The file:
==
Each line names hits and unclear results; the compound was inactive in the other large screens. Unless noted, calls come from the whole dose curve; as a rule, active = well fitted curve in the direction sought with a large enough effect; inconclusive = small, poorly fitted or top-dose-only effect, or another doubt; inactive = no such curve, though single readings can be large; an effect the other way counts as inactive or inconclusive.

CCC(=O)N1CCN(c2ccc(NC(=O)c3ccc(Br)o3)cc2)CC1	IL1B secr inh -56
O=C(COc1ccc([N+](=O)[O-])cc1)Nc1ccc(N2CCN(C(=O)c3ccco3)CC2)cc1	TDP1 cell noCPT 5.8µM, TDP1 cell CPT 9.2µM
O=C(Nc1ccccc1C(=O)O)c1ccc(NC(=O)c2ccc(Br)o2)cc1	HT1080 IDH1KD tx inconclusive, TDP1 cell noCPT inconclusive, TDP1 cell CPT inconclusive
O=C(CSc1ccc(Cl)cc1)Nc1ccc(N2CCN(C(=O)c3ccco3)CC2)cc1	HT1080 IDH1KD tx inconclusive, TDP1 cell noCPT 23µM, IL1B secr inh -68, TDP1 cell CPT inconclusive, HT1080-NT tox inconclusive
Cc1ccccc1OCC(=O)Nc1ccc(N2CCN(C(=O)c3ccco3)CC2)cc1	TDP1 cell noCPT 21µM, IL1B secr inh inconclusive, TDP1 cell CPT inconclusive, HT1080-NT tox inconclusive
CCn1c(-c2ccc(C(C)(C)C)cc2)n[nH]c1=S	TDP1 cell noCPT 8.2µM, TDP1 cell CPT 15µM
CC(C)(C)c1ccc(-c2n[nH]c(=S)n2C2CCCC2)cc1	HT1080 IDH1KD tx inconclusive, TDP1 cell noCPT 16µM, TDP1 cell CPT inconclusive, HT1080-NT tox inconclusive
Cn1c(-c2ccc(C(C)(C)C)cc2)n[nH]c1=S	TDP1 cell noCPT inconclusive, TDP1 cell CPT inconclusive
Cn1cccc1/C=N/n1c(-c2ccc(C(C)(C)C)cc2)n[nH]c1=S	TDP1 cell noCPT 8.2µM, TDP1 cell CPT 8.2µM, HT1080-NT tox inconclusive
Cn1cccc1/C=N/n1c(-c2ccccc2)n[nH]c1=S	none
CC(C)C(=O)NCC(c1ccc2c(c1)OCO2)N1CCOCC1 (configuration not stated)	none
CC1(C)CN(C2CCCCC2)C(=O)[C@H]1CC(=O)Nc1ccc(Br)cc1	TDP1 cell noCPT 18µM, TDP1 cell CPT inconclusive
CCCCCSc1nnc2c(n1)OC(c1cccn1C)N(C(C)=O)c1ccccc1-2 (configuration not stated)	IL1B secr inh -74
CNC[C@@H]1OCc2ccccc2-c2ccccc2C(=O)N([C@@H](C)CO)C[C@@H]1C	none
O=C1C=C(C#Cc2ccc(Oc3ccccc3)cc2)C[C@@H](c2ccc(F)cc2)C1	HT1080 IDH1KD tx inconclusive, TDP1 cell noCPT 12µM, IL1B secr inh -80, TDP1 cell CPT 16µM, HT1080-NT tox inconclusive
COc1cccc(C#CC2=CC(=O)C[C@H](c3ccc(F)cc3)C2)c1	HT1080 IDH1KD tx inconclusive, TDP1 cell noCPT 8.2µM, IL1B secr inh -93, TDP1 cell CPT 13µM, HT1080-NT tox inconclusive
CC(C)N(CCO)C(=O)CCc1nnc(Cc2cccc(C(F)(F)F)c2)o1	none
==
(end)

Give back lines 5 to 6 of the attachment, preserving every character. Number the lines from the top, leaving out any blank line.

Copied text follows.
O=C(CSc1ccc(Cl)cc1)Nc1ccc(N2CCN(C(=O)c3ccco3)CC2)cc1	HT1080 IDH1KD tx inconclusive, TDP1 cell noCPT 23µM, IL1B secr inh -68, TDP1 cell CPT inconclusive, HT1080-NT tox inconclusive
Cc1ccccc1OCC(=O)Nc1ccc(N2CCN(C(=O)c3ccco3)CC2)cc1	TDP1 cell noCPT 21µM, IL1B secr inh inconclusive, TDP1 cell CPT inconclusive, HT1080-NT tox inconclusive